Biden’s Biggest Weakness? Iowa. But Some Rivals Don’t Seem to Know It.

On April 3, Joe Biden held 30 percent of Democratic support in national polls. That week, he faced allegations that he touched women without their permission. And over the next few months, he faced criticism over his attempted rapprochement with Anita Hill; his reminiscences of his past closeness to white supremacist senators; and his at times halting performances in two debates.

After all that, Mr. Biden is essentially where he started: with 31 percent of the vote in the RealClearPolitics average. His resilience in the polls makes many of his seeming weaknesses — at age 76, he has a long record for his rivals to attack — seem not as serious as many believe. But he has one weakness, of a very different kind, with the potential to unravel his candidacy: Iowa

Mr. Biden will be there Thursday for the start of the Iowa State Fair, which draws a parade of primary candidates every four years. He enters at 24 percent in Iowa polls, according to the RealClearPolitics average, seven points less than he holds nationwide. As the first contest in the nation, the Iowa caucuses present a natural opportunity for a candidate to emerge as his principal rival early next year, and perhaps knock him back in the polls for good measure.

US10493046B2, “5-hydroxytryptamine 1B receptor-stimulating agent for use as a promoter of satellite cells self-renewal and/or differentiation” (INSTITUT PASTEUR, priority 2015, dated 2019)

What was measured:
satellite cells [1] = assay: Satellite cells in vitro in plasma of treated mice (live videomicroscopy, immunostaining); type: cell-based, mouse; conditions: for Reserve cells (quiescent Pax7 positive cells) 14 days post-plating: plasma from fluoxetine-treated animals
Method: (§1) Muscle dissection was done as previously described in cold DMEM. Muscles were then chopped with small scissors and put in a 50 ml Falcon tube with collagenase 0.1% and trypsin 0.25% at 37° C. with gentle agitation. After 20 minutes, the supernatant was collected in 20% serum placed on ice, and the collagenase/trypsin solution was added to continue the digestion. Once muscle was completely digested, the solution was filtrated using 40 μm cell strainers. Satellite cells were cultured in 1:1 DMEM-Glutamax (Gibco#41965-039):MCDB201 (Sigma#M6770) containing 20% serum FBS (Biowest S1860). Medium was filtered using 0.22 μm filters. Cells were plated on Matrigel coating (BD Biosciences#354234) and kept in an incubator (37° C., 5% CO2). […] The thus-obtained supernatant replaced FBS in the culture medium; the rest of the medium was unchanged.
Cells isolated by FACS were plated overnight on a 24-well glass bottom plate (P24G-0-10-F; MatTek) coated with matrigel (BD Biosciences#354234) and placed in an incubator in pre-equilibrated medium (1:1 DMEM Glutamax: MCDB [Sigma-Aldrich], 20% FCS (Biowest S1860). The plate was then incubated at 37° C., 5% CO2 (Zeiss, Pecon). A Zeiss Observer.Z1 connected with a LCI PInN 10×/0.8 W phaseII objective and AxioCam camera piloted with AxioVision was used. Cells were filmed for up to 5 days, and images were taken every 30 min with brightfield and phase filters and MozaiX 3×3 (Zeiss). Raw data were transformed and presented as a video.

But for now, some of his rivals seem less interested in taking advantage of the opening in Iowa than in exploiting his record on the debate stage. Many candidates are making a concerted effort in Iowa, but not all of the major candidates have been especially focused on the state.

CreditSam Hodgson for The New York Times

The cause of Mr. Biden’s weakness in Iowa is fairly obvious: His national edge is mainly attributable to a wide advantage among black voters, and relatively speaking, there aren’t many black voters in Iowa. African-Americans represented a mere 4 percent of Hillary Clinton’s 2016 supporters in Iowa, according to Upshot estimates. (They represented 22 percent of her support nationwide.) The latest Quinnipiac poll gives Mr. Biden a mere three-point lead nationally among white voters, who could make up around 90 percent of the caucus vote in Iowa.

The state’s Democratic voters are also relatively young, and caucuses tend to favor ideologically consistent, progressive candidates with highly engaged grass-roots support.

Most of this is true of New Hampshire as well. But because Vermont and Massachusetts are next door, Mr. Biden would have a convenient excuse if he lost to either Bernie Sanders (a Vermont senator) or Elizabeth Warren (a Massachusetts senator).

That story could start to look very different if Mr. Biden lost Iowa and New Hampshire. Historically, candidates who fall short in both states lose about half of their support in an average of national polls conducted between Iowa and Super Tuesday, compared with national polls taken after December of the prior year. A strong second-place finish might be enough to prevent a candidate from losing much support, especially if it were a well-known and established candidate like Mr. Biden. But plainly it would pose a substantial risk.

At the same time, candidates who win one of the states tend to gain in the polls, particularly when they start with relatively low support. Even factional candidates without wide appeal — like Mike Huckabee, Rick Santorum and Ted Cruz — managed to ride Iowa wins to second-place finishes in the last three Republican primaries. A candidate with broader potential appeal, like Barack Obama in 2008, overcame a double-digit deficit in national polls after winning in Iowa.